After a video clip about the lives and work of Sakine Cansiz, Leyla Şaylemez and Fidan Doğan and greetings or speeches from the Alevi community of Hersbruck, the socialist women’s platform of Yeni Gün, the 8 March Alliance, Partizan, Yeni Kadın, MLDP and Güç Birliği, the rally ended with the slogan “Jin Jiyan Azadî”.


Another rally took place in Aurich. In a statement that was read out, the punishment of the Turkish dictator Recep Tayyip Erdoğan as the main perpetrator of the murder of Sara, Rojbîn and Ronahî was demanded.


The Women’s Council DEST-DAN called for a demonstration in Berlin. In her speech, Mehtap Erol from FED-KURD underlined the complicity of European countries in the murder of Kurdish revolutionaries. Because Europe had remained silent and was still not committed to a complete investigation of the crime, the way was being opened for further massacres. Nure Alkiş of the Yezidi Women’s Council, referring to the resistance of women in Şengal, said: “Dictators can cut flowers, but they cannot stop spring.” Berlin city councillor Hakan Taş (DIE LINKE) pointed to eight years of injustice since the Paris killings and criticised the French justice system.


Sakine Cansiz, Fidan Doğan and Leyla Şaylemez were also remembered in Hanover. In addition, a 50-year-old woman who was killed in the capital of Lower Saxony on Thursday was remembered.

About 160 participants took part in the commemoration demonstration, which was called for by the Hanoverian women’s council Ronahî. After an opening rally with a minute’s silence for all those who lost their lives in the struggle for social liberation, they marched from the square in front of the station via Schillerstraße, Am Marstall and Goethestraße to Steintor, where a closing rally took place.

At the final rally, speeches were given by the Ronahî Women’s Council, the feminist campaign “Fight together!” for self-determination and democratic autonomy, the Hanover Feminist Council, the umbrella organisation of the Êzîd Women’s Council (SMÊJ) and the Confederation of Communities of Kurdistan in Germany (KON-MED). The individual speeches addressed various aspects of the triple murder in Paris, the lives of the three slain activists, their significance for the Kurdish women’s movement and the struggle for freedom in Kurdistan, as well as the social problem of violence against women.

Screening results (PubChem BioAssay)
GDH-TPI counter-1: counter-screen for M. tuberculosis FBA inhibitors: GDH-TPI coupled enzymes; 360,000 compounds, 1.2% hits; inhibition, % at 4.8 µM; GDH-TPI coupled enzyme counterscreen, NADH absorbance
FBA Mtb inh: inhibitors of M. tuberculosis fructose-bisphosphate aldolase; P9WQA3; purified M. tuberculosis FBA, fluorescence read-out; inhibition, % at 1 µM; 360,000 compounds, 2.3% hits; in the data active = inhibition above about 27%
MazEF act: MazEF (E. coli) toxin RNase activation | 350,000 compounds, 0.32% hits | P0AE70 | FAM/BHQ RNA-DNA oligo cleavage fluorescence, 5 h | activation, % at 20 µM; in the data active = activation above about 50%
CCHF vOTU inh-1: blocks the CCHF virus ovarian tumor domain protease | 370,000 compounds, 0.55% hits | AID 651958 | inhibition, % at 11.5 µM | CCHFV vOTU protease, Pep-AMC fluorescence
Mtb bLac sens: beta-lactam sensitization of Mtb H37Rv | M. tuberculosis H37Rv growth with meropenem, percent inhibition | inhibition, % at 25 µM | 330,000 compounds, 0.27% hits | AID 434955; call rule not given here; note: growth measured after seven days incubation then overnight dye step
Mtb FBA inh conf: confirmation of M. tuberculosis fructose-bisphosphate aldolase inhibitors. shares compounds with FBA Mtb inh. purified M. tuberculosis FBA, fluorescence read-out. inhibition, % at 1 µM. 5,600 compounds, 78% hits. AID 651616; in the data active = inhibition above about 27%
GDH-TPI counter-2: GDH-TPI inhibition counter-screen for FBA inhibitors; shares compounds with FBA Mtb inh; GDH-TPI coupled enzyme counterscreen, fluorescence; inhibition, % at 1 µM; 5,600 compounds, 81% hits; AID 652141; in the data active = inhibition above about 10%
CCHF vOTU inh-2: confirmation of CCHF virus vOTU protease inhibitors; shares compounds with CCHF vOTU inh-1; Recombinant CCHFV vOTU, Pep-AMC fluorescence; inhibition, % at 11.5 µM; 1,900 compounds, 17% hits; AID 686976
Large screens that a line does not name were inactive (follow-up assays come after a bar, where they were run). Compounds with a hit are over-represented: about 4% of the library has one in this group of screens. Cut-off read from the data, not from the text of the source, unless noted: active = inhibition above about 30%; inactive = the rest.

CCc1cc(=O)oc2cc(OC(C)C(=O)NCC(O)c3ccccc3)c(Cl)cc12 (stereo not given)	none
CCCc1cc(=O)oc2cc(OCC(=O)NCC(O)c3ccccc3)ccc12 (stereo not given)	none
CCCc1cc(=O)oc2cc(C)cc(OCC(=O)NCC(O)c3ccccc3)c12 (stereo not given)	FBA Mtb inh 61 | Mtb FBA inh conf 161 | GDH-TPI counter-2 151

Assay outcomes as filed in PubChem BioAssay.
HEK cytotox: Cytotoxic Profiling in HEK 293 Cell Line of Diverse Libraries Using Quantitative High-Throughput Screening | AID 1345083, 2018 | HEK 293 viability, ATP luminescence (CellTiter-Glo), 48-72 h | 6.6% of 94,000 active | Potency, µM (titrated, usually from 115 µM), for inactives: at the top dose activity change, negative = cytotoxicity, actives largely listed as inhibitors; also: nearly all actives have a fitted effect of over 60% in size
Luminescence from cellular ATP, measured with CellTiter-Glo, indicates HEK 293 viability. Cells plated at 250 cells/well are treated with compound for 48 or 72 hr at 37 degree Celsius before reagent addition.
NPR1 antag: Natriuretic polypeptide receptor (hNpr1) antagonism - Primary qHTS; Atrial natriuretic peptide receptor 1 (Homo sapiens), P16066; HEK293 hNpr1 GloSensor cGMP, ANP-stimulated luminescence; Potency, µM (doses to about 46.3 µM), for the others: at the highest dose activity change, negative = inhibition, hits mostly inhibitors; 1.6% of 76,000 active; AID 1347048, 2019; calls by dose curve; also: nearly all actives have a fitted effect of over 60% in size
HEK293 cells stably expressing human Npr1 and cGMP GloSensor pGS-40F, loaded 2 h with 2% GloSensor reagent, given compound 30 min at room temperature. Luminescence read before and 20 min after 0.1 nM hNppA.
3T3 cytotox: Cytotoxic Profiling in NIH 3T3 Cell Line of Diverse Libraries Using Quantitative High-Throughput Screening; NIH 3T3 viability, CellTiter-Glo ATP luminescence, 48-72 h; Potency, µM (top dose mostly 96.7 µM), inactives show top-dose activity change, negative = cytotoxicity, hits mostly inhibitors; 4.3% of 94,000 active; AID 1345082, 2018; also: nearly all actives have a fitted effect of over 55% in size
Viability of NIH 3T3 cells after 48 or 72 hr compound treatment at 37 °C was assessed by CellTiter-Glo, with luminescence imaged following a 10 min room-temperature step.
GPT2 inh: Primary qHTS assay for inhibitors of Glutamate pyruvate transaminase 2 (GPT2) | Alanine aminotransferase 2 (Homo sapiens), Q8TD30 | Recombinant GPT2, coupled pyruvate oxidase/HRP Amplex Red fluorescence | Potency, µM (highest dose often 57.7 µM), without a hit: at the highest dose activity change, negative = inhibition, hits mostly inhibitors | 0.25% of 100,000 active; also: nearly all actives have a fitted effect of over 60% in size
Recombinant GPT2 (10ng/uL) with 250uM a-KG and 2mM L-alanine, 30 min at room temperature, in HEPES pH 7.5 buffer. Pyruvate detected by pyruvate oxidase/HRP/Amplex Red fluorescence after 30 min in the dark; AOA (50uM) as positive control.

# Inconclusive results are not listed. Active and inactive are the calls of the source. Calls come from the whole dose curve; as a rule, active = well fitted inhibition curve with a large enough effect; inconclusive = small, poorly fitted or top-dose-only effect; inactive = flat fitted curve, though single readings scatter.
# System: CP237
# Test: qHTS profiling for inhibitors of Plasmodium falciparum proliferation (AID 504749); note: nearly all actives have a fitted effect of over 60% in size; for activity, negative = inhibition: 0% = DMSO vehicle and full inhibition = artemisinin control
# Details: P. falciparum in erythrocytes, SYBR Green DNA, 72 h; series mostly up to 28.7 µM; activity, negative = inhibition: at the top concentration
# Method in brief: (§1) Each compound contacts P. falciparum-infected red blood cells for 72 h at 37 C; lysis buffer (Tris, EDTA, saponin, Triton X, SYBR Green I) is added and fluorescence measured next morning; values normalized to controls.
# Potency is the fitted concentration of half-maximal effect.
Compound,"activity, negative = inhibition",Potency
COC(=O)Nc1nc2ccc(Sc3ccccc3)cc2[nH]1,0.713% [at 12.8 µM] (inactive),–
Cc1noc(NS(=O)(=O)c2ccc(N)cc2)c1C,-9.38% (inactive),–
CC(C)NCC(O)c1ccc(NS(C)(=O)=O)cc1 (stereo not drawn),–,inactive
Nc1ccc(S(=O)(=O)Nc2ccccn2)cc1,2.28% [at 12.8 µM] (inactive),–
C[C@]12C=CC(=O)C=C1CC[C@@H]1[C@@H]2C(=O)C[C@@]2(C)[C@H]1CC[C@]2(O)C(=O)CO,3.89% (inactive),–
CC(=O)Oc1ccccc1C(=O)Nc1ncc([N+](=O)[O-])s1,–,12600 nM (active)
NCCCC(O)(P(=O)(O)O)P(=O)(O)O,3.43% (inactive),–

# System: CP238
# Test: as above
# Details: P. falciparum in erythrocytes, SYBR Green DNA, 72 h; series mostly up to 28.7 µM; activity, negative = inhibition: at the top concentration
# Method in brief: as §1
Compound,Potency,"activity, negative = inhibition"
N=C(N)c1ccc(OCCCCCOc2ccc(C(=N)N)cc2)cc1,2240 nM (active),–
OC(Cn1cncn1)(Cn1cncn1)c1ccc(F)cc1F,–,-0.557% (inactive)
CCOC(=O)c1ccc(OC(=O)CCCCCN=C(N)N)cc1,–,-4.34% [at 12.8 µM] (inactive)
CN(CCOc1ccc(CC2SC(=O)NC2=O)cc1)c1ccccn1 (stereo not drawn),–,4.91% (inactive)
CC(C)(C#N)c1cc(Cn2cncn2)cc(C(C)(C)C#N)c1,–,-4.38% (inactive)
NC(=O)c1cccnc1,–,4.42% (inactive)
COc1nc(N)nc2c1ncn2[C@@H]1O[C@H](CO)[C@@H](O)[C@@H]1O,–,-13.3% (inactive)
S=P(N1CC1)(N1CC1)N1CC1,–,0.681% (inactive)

Im Anschluss an die Demonstration zogen noch knapp 50 Teilnehmer*innen zum Ni-Una-Menos-Platz. Der Platz an der Goseriede war am 8. März nach der lateinamerikanischen feministischen Bewegung gegen Femizide benannt worden. Seitdem gedenken Frauen, Lesben, Inter, Nichtbinäre und Trans-Menschen denen, die durch patriarchale Gewalt zu Tode kommen. Anlass war der Femizid an einer 50-Jährigen am Donnerstagabend in Hannover-Linden. Die HAZ hatte berichtet, dass ihr gleichaltriger Partner sie mit einem Messer tötete und anschließend selbst die Polizei informiert hatte. In zwei kurzen Beiträgen auf Deutsch und Kurdisch erinnerten die Rednerinnen an die ermordete Frau und benannten deutlich das Patriarchat als Grundlage von Femiziden. Sie unterstrichen, dass sie sich als Frauen gegen diese Gewalt wehren müssen und wehren werden und dabei nicht auf Schutz durch die staatlichen Strukturen vertrauen dürfen.


In der Mainmetropole Frankfurt endete eine von der YJK-E Hessen organisierte Demonstration mit einer Kundgebung. An der Veranstaltung nahmen auch viele Menschen aus nahegelegenen Städten wie Darmstadt, Mannheim, Gießen und Offenbach teil.

The demonstration started at the main station and marched behind a front banner reading “Sara, Rojbîn, Ronahî: The perpetrator is known. Erdoğan should give account” to the Hauptwache. Again and again there were loud shouts of “No forgiveness, no forgetting”. Mürşide Cizre from the Kurdish Women’s Umbrella Association made a speech condemning the ignorance of the European community in the face of the Paris killings, which she described as a “plot against the Kurdish people”. Other speeches were given on behalf of New Woman, JXK, Women Defend Rojava and the Women’s Council of FEDA.